Everyone - well, most everyone - knows the history of the first commercial water-based flushing toilet invented by the eponymous Thomas Crapper. But not everyone knows the history of waterless toilets.
While basic water-based flushing toilets have been around since Roman times (boy did the Romans love their plumbing!), waterless toilets are actually much older. As with many things, the origin of the earliest waterless toilets – composting toilets – come from China.
It’s believed that over the centuries, people in ancient China would store human waste in ceramic containers for long periods of time to destroy any parasites so they could later use the waste for fertilizer – thereby creating the first composting toilets.
Thankfully, composting toilets today have come a long way from the ceramic bowls used thousands of years ago in China.
The first commercial composting toilet in the United States was created and patented by Henry Moule in 1860. He designed the toilet to pour dirt over the waste when you “flushed,” and it would be buried in a garden. But Moule’s idea didn’t gain much traction until an American soil scientist saw how people in China were using their composting toilets to enrich the soil in their farms, and people in the US started thinking more about how to use this process to improve their own yield.
The 20th century saw another leap forward for composting toilets, with a number of commercial composting toilet companies popping up, many in Scandinavia. These toilets had modern features, such as heat to kill pathogens and ventilation systems to reduce smell.
A Swedish company named Clivus Multrum first created their own composting toilets in 1939 and patented them in the 1960s. However, they remained small, and their toilets didn’t sell outside of Sweden. A few years later, a company called Biolet was founded in Sweden in the 1970s to manufacture composting toilets. It was good timing - thanks to the environmental movement of the 60’s and 70’s, Biolet composting toilets were soon selling in more than 30 countries!
Another way to get rid of waste without using water is to burn it – hence, incinerating toilets. As you can imagine, incinerating toilets use electric heat to burn the waste, which creates a small amount of ash. One of the first incinerating toilets was designed in 1904 in Germany, but incinerating toilets were not commercially sold until much later. Frank J. La Mere patented his first incinerating toilet design in 1946, and his "Destoilet" was created in the 1960s. A company in Texas started creating Incinolets around the same time, and EcoJohn began selling their incinerating toilets around the world in the 1990s.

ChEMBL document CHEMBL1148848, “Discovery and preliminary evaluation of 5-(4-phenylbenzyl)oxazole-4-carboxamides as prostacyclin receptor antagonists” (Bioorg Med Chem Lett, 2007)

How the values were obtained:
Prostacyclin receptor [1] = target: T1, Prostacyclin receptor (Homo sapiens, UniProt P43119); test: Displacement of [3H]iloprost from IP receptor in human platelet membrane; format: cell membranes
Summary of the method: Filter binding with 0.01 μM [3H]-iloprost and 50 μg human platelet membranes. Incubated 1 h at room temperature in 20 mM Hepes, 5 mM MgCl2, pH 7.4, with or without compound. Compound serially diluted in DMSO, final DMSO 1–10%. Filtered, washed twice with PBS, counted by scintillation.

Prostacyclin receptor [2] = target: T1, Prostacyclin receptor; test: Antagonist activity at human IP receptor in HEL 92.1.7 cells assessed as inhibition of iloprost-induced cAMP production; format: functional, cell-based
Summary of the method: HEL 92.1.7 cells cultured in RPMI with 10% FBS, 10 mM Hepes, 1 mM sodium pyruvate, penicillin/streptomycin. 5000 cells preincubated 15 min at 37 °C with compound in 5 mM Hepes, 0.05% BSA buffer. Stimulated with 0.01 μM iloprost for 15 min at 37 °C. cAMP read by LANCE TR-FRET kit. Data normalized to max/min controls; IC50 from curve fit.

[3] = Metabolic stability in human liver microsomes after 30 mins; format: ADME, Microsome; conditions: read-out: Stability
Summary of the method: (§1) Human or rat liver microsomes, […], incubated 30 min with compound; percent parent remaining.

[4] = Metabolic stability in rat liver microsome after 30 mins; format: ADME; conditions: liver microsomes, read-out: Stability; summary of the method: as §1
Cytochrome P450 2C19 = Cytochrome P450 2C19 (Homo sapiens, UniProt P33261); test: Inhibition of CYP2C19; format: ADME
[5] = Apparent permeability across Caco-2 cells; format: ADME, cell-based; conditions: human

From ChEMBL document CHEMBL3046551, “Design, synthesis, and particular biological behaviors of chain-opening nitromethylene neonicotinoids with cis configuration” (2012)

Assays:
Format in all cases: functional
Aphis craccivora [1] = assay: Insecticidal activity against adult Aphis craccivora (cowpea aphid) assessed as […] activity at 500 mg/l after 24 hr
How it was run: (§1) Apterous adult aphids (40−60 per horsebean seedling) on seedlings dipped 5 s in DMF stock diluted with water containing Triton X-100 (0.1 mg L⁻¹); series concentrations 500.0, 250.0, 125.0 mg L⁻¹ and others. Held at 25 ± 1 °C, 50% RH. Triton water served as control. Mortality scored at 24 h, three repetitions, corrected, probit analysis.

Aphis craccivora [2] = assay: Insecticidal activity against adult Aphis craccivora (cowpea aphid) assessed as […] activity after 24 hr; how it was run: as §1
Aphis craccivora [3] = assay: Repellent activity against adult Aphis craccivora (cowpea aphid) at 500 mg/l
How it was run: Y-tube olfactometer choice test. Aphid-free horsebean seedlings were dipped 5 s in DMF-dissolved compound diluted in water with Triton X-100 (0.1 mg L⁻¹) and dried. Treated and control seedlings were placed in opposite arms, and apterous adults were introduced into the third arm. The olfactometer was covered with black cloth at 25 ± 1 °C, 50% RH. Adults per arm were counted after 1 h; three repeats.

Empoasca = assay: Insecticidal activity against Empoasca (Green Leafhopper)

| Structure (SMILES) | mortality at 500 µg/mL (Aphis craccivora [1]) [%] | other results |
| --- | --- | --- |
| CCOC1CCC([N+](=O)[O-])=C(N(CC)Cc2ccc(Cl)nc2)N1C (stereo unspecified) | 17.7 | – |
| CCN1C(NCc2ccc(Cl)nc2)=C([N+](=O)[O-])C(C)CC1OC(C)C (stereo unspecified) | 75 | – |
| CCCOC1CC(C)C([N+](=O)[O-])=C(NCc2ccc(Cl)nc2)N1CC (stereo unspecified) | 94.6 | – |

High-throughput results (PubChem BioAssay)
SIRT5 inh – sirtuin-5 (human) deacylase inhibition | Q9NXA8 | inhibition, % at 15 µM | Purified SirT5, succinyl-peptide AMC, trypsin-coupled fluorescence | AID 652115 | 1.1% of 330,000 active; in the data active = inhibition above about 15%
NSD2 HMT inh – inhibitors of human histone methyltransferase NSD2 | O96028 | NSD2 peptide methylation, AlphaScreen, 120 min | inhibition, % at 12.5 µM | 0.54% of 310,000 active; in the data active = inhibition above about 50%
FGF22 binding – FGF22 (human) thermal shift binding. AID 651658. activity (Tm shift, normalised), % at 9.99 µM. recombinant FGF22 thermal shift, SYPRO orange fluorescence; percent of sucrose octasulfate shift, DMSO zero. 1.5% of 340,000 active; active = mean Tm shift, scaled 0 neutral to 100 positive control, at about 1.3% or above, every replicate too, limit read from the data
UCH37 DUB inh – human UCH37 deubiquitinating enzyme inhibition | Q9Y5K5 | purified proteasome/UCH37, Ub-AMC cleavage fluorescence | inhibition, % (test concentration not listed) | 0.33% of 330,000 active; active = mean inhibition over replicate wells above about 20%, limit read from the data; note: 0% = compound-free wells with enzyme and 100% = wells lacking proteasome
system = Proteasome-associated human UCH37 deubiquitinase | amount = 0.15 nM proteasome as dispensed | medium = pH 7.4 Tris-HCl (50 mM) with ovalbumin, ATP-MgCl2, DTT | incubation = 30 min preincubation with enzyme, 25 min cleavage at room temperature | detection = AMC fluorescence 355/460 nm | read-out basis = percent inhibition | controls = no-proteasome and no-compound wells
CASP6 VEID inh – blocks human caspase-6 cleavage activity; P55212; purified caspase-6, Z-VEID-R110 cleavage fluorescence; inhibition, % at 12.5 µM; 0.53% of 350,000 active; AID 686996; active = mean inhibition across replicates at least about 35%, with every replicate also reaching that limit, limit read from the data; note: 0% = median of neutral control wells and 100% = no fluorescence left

Packaging toilets are another form of waterless toilets. Imagine a toilet that acts like one giant diaper genie – instead of reusing the waste like composting toilets or destroying the waste like incinerating toilets, packaging toilets “package” up the waste and vacuum seal it, so there’s no smell. This makes it easy to contain and dispose, just like you would the diapers from a diaper genie. Dryflush is one of the leading manufacturers of packaging toilets, and their prototypes were tested for years before perfecting their design a few years ago.
Waterless toilets are getting more innovative and environmentally friendly every year. As these three toilet types don’t use any water, they help keep our fresh water fresh. They also allow you to have a modern “flush” toilet in places where you have no access to sewage lines. Whether you want to do your part to help the environment or you just need a portable toilet for your next camping or ice fishing trip, waterless toilets are a great investment!
We get a lot of frequently asked questions about DryFlush Laveo – our most popular packaging toilet – so we thought we would create a blog post to answer them:
How does it work?
You don’t need to be a tree-hugger to want to buy a waterless toilet. You just need to want to use a toilet somewhere that the water grid doesn’t go. These off-grid toilets are incredibly versatile – they work well as boat toilets, RV and camper toilets, garden and allotment toilets – even ice fishing toilets!
And yet, there are many benefits to waterless toilets that go beyond convenience...
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